By Michelle W. Jones, CMP
This week I had the great fortune to hear an inspiring presentation by Roy Spence, co-founder and CEO of The Purpose Institute. Aristotle said, “Where your talents and the needs of the world meet, there lies your purpose.” Many folks may not know their purpose. We’re all different, with different talents. Rather than pursuing a path being average, it’s better to pursue a path where you can excel and be awesome.
Spence shared his belief that if the purpose of your business goes beyond making money, you actually will make more money. He cited an example of Southwest Airlines, the airline that is famous for (among other things) not charging for bags. You can fly with two bags for free. Southwest Airlines founder Herb Kelleher built his company on the purpose of “giving people the freedom to fly.” Accounting department folks told him that charging for bags could boost the bottom line by many millions of dollars. But he felt like if someone can buy a Disneyworld ticket for what they would have to pay for suitcase fees, it’s a no-brainer.
Spence is also co-founder and chairman of GSD&M, a marketing communications and advertising company. He has spent years working on brands, campaigns, and well-known television commercials for Southwest, WalMart, the U.S. Air Force, etc. His team was responsible for the litter-fighting campaign, “Don’t Mess with Texas.” And if you recall the PSA spot that ran following recent hurricanes Harvey and Irma with the five living former U.S. presidents, he put that together.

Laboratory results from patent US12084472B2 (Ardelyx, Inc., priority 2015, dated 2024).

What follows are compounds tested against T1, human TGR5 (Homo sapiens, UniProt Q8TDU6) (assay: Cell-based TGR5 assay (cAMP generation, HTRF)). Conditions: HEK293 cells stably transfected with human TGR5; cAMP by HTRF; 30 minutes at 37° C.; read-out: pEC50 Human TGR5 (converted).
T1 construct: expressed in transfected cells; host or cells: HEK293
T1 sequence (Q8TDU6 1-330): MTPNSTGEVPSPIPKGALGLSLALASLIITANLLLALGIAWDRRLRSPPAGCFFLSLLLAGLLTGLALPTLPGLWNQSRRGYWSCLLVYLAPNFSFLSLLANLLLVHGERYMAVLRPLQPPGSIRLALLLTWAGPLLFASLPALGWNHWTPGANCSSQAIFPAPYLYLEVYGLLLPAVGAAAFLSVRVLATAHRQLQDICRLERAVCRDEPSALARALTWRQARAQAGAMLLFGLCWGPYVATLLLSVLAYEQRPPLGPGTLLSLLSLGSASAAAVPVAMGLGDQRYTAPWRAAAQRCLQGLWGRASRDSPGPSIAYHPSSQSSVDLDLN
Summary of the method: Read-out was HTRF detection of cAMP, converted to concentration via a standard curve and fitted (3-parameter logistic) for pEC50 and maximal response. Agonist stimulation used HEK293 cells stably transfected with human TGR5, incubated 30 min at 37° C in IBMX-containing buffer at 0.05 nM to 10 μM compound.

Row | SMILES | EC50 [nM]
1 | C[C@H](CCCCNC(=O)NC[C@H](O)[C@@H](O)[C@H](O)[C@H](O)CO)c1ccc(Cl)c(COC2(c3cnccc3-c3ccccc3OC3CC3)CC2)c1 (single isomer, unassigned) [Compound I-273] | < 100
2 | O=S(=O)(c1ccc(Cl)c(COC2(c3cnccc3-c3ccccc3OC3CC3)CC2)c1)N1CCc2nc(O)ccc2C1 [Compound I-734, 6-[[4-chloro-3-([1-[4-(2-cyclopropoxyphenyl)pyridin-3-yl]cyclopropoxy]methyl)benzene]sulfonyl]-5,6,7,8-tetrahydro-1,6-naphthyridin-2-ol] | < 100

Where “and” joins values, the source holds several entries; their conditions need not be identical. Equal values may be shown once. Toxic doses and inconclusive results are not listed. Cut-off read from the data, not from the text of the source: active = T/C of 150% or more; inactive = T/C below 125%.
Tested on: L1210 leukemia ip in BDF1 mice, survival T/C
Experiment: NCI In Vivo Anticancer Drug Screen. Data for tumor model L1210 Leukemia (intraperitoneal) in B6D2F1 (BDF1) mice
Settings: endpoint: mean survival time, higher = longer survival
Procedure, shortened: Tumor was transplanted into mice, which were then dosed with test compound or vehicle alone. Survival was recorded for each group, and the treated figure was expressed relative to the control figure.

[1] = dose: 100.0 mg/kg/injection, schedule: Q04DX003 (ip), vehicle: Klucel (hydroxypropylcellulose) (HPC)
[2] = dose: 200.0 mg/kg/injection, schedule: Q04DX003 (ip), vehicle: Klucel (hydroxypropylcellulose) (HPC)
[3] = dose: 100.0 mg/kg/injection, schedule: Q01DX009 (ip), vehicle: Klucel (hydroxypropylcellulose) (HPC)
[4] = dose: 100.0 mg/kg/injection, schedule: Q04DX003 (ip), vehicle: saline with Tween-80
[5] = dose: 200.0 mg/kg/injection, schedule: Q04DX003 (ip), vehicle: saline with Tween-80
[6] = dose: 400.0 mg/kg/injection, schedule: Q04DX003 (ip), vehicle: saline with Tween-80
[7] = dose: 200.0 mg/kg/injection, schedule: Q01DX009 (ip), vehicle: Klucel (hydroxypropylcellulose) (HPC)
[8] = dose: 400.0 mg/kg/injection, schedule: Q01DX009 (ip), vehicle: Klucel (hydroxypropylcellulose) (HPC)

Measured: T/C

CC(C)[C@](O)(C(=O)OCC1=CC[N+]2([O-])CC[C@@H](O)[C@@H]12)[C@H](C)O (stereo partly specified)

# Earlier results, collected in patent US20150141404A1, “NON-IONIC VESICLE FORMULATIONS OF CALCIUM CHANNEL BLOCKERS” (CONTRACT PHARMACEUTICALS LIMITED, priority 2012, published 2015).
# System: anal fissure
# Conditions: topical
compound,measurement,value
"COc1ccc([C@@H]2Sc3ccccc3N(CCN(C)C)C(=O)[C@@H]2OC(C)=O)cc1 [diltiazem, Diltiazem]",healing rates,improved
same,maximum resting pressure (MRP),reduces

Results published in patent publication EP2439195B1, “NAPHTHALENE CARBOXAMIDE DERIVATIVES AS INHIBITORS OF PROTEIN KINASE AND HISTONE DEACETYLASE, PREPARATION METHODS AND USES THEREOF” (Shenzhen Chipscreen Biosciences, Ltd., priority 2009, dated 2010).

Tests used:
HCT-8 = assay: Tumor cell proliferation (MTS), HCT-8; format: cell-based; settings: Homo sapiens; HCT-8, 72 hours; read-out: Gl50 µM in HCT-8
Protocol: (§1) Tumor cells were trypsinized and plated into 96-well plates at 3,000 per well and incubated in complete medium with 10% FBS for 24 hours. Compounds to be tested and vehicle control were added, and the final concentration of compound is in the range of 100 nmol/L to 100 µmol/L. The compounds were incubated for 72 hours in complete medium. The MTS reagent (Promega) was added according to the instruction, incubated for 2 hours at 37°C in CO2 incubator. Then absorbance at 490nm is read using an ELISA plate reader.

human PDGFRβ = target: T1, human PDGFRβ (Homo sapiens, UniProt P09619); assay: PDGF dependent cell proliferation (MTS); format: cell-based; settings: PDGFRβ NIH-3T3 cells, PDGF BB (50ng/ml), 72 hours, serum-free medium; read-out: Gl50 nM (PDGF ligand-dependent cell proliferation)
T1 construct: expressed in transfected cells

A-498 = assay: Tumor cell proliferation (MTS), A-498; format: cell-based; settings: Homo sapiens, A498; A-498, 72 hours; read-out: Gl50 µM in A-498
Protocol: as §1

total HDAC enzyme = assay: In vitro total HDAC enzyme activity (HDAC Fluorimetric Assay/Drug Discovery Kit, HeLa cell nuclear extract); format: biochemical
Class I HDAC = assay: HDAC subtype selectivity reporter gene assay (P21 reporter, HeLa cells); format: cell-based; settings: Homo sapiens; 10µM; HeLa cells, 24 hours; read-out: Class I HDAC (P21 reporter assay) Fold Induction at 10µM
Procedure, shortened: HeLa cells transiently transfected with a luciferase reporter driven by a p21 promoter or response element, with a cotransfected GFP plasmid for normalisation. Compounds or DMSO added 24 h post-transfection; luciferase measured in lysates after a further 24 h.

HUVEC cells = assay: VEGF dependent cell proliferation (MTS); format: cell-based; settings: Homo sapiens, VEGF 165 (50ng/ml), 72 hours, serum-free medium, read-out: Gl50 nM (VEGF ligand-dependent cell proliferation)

He explained that in a world full of chaos, we should be in the purpose business—the life-improvement business. A lot of it is sort of inspired by the Golden Rule, and should be common sense: Treat others as you wish to be treated. If someone helps you, pay it forward and help someone else. He believes we can market our way out of the mess people feel we’re in right now. He reminded us that America is at its best when we come together and lift each other up. If we can find common ground, we can get to higher ground. He says we should do good and be happy. And if we think we are doing good but aren’t happy, then it’s likely we are not really doing good. Re-evaluate.
To read more about Roy Spence or take the Purpose Test for your organization, click here.
Michelle W. Jones, CMP, is IPI’s director of convention and meeting services.